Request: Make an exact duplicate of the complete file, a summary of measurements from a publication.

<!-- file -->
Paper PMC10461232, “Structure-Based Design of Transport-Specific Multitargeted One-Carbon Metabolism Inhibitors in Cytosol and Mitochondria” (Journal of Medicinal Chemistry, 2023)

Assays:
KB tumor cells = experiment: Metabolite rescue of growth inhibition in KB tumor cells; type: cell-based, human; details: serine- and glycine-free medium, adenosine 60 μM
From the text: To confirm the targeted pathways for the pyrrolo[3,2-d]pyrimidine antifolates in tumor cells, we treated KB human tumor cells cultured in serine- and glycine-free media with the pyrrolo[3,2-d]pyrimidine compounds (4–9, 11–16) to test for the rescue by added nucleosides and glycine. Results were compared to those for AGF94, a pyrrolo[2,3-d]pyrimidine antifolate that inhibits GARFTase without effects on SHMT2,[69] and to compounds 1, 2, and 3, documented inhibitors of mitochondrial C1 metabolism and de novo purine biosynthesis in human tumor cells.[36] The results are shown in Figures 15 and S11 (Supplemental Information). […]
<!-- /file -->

Paper PMC10461232, “Structure-Based Design of Transport-Specific Multitargeted One-Carbon Metabolism Inhibitors in Cytosol and Mitochondria” (Journal of Medicinal Chemistry, 2023)

Assays:
KB tumor cells = experiment: Metabolite rescue of growth inhibition in KB tumor cells; type: cell-based, human; details: serine- and glycine-free medium, adenosine 60 μM
From the text: To confirm the targeted pathways for the pyrrolo[3,2-d]pyrimidine antifolates in tumor cells, we treated KB human tumor cells cultured in serine- and glycine-free media with the pyrrolo[3,2-d]pyrimidine compounds (4–9, 11–16) to test for the rescue by added nucleosides and glycine. Results were compared to those for AGF94, a pyrrolo[2,3-d]pyrimidine antifolate that inhibits GARFTase without effects on SHMT2,[69] and to compounds 1, 2, and 3, documented inhibitors of mitochondrial C1 metabolism and de novo purine biosynthesis in human tumor cells.[36] The results are shown in Figures 15 and S11 (Supplemental Information). […]